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Ontario couple convicted of killing their toddler through malnutrition get new trial after fresh evidence submitted

Maria and Sean Hosannah leave their sentence hearing at a Brampton, Ont. court after being convicted of manslaughter in the death of their two-year-old daughter Matinah, January 30, 2015.
Maria and Sean Hosannah leave their sentence hearing at a Brampton, Ont. court after being convicted of manslaughter in the death of their two-year-old daughter Matinah, January 30, 2015.

Manslaughter convictions against an Ontario mother and father for the death of their undernourished two-year-old daughter have been overturned and a new trial ordered after fresh evidence challenged the Crown’s medical experts.

In February 2011, Matinah Hosannah stopped breathing while in her mother’s arms. Her father called 911 but paramedics could not resuscitate the baby and she was pronounced dead in a hospital a short time later.

Her mother, Maria Hosannah, and father, Sean Hosannah, of Mississauga, were both charged with manslaughter for allegedly failing to provide their daughter with the necessaries of life.

At a trial in 2014, a jury heard that Matinah was tiny, underweight and poorly developed.

She could neither walk nor crawl by the age of two. Even though a family doctor allegedly told the parents the baby needed to see a specialist, she had no medical attention in the last year of her life, court heard then.

Dr. Michael Pollanen, Ontario’s chief forensic pathologist, testified at their trial that the girl suffered from malnutrition due to inadequate feeding and a diet deficient in protein and vitamins. She had a number of ailments linked to poor nourishment.

He concluded she suffered an asthma attack while in a critical state of illness due to protein malnutrition and vitamin deficiency; that led to lack of oxygen, shock and death.

Dr. Stanley Zlotkin, a pediatric nutritionist, testified the girl showed signs of a longstanding unbalanced diet, severe malnutrition, protein and vitamin deficiency that stunted her development.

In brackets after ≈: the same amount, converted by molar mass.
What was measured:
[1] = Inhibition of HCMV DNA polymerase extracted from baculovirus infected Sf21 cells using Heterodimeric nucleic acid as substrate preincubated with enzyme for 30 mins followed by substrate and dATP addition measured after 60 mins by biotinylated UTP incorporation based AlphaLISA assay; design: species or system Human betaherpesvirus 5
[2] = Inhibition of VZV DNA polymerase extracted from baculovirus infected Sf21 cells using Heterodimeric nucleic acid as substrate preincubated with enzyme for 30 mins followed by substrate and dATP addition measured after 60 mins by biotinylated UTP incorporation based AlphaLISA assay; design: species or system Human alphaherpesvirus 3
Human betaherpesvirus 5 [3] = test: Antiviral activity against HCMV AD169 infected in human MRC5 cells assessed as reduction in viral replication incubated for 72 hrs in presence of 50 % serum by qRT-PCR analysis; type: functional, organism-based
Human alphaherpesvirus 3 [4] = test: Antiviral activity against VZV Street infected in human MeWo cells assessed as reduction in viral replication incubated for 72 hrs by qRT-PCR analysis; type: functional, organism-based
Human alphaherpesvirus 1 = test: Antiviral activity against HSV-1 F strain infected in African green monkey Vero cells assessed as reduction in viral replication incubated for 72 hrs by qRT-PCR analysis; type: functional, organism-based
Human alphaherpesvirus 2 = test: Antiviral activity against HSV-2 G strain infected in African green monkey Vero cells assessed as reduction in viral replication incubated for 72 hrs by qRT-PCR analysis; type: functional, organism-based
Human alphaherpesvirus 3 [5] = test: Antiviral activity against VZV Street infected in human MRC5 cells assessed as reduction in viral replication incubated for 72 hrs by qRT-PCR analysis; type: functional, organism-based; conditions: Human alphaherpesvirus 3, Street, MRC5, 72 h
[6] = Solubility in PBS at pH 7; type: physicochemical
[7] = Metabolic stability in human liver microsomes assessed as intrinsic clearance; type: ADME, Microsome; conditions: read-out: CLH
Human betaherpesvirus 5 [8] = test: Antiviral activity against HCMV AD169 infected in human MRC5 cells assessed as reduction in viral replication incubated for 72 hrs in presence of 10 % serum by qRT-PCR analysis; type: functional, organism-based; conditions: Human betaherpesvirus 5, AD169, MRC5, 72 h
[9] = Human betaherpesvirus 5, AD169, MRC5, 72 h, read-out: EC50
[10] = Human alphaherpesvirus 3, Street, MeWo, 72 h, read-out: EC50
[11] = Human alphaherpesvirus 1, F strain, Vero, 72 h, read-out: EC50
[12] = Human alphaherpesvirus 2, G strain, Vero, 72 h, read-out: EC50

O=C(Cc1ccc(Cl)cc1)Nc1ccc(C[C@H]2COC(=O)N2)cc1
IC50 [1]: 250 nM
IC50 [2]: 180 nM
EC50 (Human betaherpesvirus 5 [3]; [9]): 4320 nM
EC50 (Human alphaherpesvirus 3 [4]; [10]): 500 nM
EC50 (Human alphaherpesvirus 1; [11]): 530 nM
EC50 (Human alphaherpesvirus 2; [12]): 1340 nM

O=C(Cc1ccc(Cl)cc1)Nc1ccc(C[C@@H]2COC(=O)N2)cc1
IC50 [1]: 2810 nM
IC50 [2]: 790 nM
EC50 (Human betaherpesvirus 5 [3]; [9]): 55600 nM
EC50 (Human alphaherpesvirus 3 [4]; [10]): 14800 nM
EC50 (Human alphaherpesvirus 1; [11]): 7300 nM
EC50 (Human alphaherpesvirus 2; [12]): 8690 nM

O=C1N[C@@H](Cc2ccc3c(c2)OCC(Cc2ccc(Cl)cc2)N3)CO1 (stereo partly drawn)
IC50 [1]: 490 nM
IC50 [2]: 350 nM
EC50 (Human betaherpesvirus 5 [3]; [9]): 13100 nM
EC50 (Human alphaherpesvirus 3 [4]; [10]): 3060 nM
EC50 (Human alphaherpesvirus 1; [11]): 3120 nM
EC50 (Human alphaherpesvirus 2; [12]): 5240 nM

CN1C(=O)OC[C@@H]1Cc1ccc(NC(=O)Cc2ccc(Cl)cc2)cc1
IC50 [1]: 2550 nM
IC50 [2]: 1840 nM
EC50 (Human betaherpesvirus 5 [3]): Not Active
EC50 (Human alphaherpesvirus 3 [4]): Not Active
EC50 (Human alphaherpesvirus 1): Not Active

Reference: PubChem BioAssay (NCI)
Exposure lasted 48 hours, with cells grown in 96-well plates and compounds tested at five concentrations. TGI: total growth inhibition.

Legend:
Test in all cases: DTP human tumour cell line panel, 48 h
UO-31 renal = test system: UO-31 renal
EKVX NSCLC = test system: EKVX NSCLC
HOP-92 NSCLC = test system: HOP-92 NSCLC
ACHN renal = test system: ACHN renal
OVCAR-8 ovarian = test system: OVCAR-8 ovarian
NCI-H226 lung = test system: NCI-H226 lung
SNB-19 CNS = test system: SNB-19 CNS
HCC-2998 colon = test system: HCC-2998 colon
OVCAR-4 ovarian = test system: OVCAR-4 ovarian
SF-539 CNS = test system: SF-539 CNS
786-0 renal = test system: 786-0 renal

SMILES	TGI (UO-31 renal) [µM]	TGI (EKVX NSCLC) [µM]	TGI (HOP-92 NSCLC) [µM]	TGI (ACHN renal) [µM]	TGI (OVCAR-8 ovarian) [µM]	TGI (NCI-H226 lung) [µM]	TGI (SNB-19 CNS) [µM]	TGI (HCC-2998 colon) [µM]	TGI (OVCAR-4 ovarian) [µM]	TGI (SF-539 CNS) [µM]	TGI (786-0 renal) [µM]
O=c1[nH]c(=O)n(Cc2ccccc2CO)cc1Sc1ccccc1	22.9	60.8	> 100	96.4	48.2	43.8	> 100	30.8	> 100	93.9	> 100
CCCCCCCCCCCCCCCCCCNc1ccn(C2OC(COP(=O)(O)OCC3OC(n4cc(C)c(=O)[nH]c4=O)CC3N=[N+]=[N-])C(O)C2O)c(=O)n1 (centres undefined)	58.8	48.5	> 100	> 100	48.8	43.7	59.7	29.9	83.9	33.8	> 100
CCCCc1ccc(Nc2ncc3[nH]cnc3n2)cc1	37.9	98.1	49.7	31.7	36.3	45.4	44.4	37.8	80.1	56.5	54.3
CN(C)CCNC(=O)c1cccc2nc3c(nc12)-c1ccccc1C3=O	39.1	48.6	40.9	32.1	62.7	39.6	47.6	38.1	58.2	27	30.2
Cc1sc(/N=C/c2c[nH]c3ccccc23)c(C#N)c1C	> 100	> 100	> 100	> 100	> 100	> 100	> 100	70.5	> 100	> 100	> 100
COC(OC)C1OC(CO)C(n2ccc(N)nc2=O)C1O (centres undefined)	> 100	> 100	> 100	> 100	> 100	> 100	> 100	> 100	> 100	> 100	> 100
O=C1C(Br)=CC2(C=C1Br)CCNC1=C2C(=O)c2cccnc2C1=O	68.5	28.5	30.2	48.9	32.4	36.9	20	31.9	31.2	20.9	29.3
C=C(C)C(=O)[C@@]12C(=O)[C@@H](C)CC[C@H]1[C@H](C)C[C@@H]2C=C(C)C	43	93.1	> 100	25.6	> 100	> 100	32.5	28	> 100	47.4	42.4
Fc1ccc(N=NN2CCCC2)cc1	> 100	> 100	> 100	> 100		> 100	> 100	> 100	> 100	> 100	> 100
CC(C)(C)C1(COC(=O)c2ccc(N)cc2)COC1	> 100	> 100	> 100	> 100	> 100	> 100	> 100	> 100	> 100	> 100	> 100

This has been a very sad case for all concerned

Despite the couple maintaining their innocence, a jury found them guilty of manslaughter for failing to provide the necessaries of life.

The case was never about purposeful cruelty or neglect.

The prosecutors at trial accepted that the Hosannahs never wanted to hurt their daughter.

“This has been a very sad case for all concerned,” Justice John Sproat said at the time of their sentencing.

There were, however, damaging choices made, the judge said. The family maintained a strict vegetarian diet and a philosophy that they only “eat to live,” according to accounts from the 2014 trial. They had an aversion to doctors, vaccinations and an abiding suspicion their daughter had been poisoned at birth.

The trial judge pondered aloud that the couple’s “distrust of medical professionals” was an issue in Matinah’s death.

Maria Hosannah was sentenced to two years and her husband to two years less a day.

They promised to appeal at the time.

In the years since their trial, lawyers for the couple consulted with other medical professionals and, in their joint appeal against their convictions, entered two medical opinions as “fresh evidence” at the Court of Appeals for Ontario.

Dr. Michael Shkrum, a forensic pathologist, challenged Pollanen’s evidence and said, in his view, the girl died of congestive heart failure due to an enlarged heart, possibly caused by vitamin deficiency and/or anemia.

In response to that report, Pollanen conceded asthma and an acute asthma attack did not have a role in her death but disagreed on congestive heart failure as the cause of death, attributing it to malnutrition, instead.

A second report by a specialist in pediatric bone disorders questioned Zlotkin’s evidence and concluded the child had severe Vitamin D deficiency rickets that could account for the symptoms the jury heard were attributed to protein deficiency.

In response, Zlotkin retained his belief Matinah suffered serious protein deficiency and was at risk of sudden death from protein-energy malnutrition.

The appeal court weighed the proposed new evidence.

“The proposed evidence is relevant to a decisive issue at trial — the cause of the deceased’s death,” the appeal decision says.

“The appellants were charged with unlawful act manslaughter. It was incumbent on the Crown to prove beyond a reasonable doubt, if it could, that the appellants’ unlawful act of failing to provide the necessaries of life was a substantial contributing cause of the death of the deceased.

“The proposed evidence is relevant because of its tendency to show what caused the deceased to die and, by inference, whether her death originated in any unlawful conduct by the appellants.”

The court accepted the new reports and allowed the parent’s appeal of their convictions, the court ruled Thursday, on a videoconference hearing.

A new trial was ordered.

Maria Hosannah was pregnant at the time of her sentencing in 2015. Both parents had been released from custody pending the outcome of their appeal.

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